My latest story in Maclean’s is about the ubiquitous phenom that is Online Dating:

Online dating and the search for true love — or loves

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Naturally, my favourite part of the assignment was learning about the history of the matchmaking industry.

Here were my findings (in their expanded, pre-editors’ cut version):

As the story goes, the first-ever matchmaker made his first-ever match in a village called Charan, in what is now Turkey. In the Bible (Genesis 24), Abraham sends the loyal servant Eliezer to find a suitable wife for his son Isaac: who, at the ripe age of 40, wasn’t getting any younger. En route to Mesopotamia, Eliezer finds Rebekah drinking at a village well and—after subjecting her to a brief test of virtue—brings her home for Isaac. The two married; love ensues.

The semi-professional matchmaker has been at it for centuries. Priests, clergy members and rabbis have often been matchmakers on the sly. Elderly female neighbours lent a hand too—none more famously, perhaps, than the meddling Yenta of the 1964 musical Fiddler on the Roof, whose unappetizing buffet of mates inspired the now-classic song “Matchmaker, Matchmaker.”

Computer-mediated dating predates Yenta herself. In 1959, a group of students at Stanford University developed “The Happy Families Planning Services:” as a final project for their undergraduate mathematics course. They programmed the world’s first mass-produced computer, IBM 650, to match up 49 men and 49 women—using their answers to a basic questionnaire, which collected information on height, weight, favorite hobbies and religion. The project—this first effort at computerized matchmaking—received an “A” and resulted in a single marriage. Soon after, Harvard University students launched their own version of the computer matchmaker: this time, sending questionnaires out to campuses nation-wide.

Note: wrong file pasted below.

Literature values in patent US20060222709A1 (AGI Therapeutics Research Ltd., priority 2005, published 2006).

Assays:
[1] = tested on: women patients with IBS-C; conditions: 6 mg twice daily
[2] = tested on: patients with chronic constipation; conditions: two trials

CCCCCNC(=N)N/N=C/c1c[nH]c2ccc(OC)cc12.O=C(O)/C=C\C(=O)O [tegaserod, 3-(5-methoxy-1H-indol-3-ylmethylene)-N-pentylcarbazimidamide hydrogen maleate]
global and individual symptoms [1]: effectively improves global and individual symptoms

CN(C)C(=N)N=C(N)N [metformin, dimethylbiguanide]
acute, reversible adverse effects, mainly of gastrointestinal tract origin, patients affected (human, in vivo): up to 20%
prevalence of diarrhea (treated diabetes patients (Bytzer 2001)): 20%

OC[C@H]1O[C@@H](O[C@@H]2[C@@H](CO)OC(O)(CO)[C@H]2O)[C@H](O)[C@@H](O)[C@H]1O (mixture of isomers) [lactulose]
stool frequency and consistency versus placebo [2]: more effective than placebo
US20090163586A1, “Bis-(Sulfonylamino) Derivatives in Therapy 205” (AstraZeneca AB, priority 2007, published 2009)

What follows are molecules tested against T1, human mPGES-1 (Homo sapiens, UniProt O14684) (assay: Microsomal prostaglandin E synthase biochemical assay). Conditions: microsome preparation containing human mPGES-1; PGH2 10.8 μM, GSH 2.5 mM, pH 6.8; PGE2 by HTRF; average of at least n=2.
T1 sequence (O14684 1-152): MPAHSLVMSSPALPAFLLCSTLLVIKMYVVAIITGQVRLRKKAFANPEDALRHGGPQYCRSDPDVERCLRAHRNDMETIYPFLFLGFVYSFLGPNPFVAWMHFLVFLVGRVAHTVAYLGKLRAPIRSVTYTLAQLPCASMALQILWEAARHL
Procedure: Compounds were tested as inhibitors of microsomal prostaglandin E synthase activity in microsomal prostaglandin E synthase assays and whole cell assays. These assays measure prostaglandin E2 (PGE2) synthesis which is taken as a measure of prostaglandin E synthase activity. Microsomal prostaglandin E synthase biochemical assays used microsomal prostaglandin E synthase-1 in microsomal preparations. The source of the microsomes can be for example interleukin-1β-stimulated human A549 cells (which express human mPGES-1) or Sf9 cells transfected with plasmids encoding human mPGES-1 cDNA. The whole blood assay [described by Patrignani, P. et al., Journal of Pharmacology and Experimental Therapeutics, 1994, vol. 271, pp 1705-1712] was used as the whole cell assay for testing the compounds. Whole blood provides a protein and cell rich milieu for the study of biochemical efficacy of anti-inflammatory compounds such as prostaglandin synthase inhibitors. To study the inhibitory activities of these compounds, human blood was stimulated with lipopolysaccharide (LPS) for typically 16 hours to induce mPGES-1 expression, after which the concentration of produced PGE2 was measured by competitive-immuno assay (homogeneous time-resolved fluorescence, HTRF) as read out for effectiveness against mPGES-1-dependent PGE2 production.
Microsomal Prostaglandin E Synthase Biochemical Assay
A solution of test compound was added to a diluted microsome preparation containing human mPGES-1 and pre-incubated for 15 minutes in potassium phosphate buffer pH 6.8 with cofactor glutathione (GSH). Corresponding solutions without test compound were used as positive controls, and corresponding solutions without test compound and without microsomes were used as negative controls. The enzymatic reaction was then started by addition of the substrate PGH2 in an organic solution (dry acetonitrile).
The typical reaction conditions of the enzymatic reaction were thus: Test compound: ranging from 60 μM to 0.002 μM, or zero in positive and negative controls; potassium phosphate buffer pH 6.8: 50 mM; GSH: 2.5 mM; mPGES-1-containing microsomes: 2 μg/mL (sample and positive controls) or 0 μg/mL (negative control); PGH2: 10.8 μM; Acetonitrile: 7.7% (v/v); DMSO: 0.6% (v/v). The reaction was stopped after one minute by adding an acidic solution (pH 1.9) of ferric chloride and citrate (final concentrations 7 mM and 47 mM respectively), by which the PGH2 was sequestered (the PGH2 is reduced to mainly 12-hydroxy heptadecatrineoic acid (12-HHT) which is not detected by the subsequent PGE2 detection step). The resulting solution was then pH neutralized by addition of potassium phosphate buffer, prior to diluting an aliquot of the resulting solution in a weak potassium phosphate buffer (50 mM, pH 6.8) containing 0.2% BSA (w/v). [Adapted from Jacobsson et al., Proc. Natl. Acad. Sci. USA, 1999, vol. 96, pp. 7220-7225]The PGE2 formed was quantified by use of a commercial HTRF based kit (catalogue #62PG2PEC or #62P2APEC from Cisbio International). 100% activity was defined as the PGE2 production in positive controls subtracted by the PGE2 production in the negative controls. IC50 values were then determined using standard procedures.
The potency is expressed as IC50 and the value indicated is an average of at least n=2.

But computers didn’t gain a clear lead. The 70s saw the rise (and quick fall) of video-dating: facilitated by companies that would record and short video-clips of prospective daters, and then play them for other potential daters. The 1980s, by contrast, witnessed a resurgence of the printed personal ad—even as computerized bulletin boards were gaining ground.

In 1995, Match.com was live and the industry changed forever. The venture—which took the lead from a number of less-successful sites—had some serious backing: a Stanford MBA by the name of Gary Kremen, and his $1.7 million in venture capital. A year later, the US-based site had 60,000 users, though only 5% of Americans had Internet access. By 2012, Match.com, the world’s largest online dating site, claimed 1.8 million subscribers.

By some accounts, one in five relationships today begin online. Within the US market, an estimated 30 million customers (1 in 3 singles) use online dating sites. As of 2011, 18-29-year-olds made up 44% of that market, with 30-49-year-olds pulling in 35%. A 2009 study suggests that the average user spends 22 minutes a day online dating.

The online dating industry has worked hard for those numbers, evolving in what is sometimes described as three evolutionary phases. Phase 1, which began with Match.com, was about putting personal ads online. Those early sites worked via browsing: eventually, with the help of sophisticated search filters. Users had full control: to filter matches on criteria like religion, height and income level. Or to keyword search for favourite bands, books or travel destinations.

Phase II came in 2000, with the inception of eHarmony and its algorithms. A new class of dating sites was born, which touted “algorithm-based matching” and “science-based” compatibility spotting. These sites generally rely on extensive profile-building questionnaires. User control was, to varying degrees, handed over to mystery equations.

Phase 3, which began in 2008 when Apple Inc. launched its App Store, took everything from Phase 2, added GPS technology and made it mobile and social. We now at algorithmic-based social-network-linkable dating-on-the-run.

RIP kismet? 

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